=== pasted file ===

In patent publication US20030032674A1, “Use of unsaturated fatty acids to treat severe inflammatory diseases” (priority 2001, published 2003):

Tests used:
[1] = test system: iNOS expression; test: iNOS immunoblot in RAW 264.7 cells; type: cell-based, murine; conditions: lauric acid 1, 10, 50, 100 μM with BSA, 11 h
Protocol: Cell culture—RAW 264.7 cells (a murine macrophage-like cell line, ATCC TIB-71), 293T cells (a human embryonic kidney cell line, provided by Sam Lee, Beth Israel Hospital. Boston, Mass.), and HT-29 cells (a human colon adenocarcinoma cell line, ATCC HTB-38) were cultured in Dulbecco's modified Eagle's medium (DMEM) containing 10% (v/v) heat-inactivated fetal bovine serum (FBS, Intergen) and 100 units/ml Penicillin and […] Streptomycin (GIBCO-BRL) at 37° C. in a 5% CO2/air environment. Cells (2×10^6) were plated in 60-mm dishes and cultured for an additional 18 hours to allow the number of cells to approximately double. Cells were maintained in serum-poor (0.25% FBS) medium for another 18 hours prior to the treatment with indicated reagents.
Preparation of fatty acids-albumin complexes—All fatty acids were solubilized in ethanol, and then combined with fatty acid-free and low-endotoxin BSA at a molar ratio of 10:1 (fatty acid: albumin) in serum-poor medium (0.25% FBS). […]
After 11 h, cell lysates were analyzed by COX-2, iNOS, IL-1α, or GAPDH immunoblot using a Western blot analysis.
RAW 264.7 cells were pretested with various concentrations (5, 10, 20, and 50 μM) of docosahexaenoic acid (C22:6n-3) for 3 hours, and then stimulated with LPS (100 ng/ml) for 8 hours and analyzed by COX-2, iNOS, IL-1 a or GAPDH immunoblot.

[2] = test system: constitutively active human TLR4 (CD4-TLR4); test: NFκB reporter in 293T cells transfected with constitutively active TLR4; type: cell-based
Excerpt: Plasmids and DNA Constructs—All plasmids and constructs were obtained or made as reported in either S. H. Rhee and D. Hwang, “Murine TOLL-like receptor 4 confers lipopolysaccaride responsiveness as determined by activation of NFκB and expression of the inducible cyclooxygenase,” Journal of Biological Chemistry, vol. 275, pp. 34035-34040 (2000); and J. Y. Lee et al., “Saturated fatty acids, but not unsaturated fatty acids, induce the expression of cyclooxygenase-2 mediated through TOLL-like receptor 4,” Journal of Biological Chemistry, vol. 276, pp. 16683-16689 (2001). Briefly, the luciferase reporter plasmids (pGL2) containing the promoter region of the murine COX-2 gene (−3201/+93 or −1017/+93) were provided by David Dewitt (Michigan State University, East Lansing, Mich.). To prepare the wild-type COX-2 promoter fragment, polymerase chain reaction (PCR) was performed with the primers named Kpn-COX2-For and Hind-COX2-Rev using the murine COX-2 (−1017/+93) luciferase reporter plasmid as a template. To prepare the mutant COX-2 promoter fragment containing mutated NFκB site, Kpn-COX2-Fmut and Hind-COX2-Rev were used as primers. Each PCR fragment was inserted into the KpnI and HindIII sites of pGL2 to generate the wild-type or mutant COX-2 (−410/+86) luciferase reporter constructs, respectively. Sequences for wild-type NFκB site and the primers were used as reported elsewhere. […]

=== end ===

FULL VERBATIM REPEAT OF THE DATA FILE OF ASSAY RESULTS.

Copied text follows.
In patent publication US20030032674A1, “Use of unsaturated fatty acids to treat severe inflammatory diseases” (priority 2001, published 2003):

Tests used:
[1] = test system: iNOS expression; test: iNOS immunoblot in RAW 264.7 cells; type: cell-based, murine; conditions: lauric acid 1, 10, 50, 100 μM with BSA, 11 h
Protocol: Cell culture—RAW 264.7 cells (a murine macrophage-like cell line, ATCC TIB-71), 293T cells (a human embryonic kidney cell line, provided by Sam Lee, Beth Israel Hospital. Boston, Mass.), and HT-29 cells (a human colon adenocarcinoma cell line, ATCC HTB-38) were cultured in Dulbecco's modified Eagle's medium (DMEM) containing 10% (v/v) heat-inactivated fetal bovine serum (FBS, Intergen) and 100 units/ml Penicillin and […] Streptomycin (GIBCO-BRL) at 37° C. in a 5% CO2/air environment. Cells (2×10^6) were plated in 60-mm dishes and cultured for an additional 18 hours to allow the number of cells to approximately double. Cells were maintained in serum-poor (0.25% FBS) medium for another 18 hours prior to the treatment with indicated reagents.
Preparation of fatty acids-albumin complexes—All fatty acids were solubilized in ethanol, and then combined with fatty acid-free and low-endotoxin BSA at a molar ratio of 10:1 (fatty acid: albumin) in serum-poor medium (0.25% FBS). […]
After 11 h, cell lysates were analyzed by COX-2, iNOS, IL-1α, or GAPDH immunoblot using a Western blot analysis.
RAW 264.7 cells were pretested with various concentrations (5, 10, 20, and 50 μM) of docosahexaenoic acid (C22:6n-3) for 3 hours, and then stimulated with LPS (100 ng/ml) for 8 hours and analyzed by COX-2, iNOS, IL-1 a or GAPDH immunoblot.

[2] = test system: constitutively active human TLR4 (CD4-TLR4); test: NFκB reporter in 293T cells transfected with constitutively active TLR4; type: cell-based
Excerpt: Plasmids and DNA Constructs—All plasmids and constructs were obtained or made as reported in either S. H. Rhee and D. Hwang, “Murine TOLL-like receptor 4 confers lipopolysaccaride responsiveness as determined by activation of NFκB and expression of the inducible cyclooxygenase,” Journal of Biological Chemistry, vol. 275, pp. 34035-34040 (2000); and J. Y. Lee et al., “Saturated fatty acids, but not unsaturated fatty acids, induce the expression of cyclooxygenase-2 mediated through TOLL-like receptor 4,” Journal of Biological Chemistry, vol. 276, pp. 16683-16689 (2001). Briefly, the luciferase reporter plasmids (pGL2) containing the promoter region of the murine COX-2 gene (−3201/+93 or −1017/+93) were provided by David Dewitt (Michigan State University, East Lansing, Mich.). To prepare the wild-type COX-2 promoter fragment, polymerase chain reaction (PCR) was performed with the primers named Kpn-COX2-For and Hind-COX2-Rev using the murine COX-2 (−1017/+93) luciferase reporter plasmid as a template. To prepare the mutant COX-2 promoter fragment containing mutated NFκB site, Kpn-COX2-Fmut and Hind-COX2-Rev were used as primers. Each PCR fragment was inserted into the KpnI and HindIII sites of pGL2 to generate the wild-type or mutant COX-2 (−410/+86) luciferase reporter constructs, respectively. Sequences for wild-type NFκB site and the primers were used as reported elsewhere. […]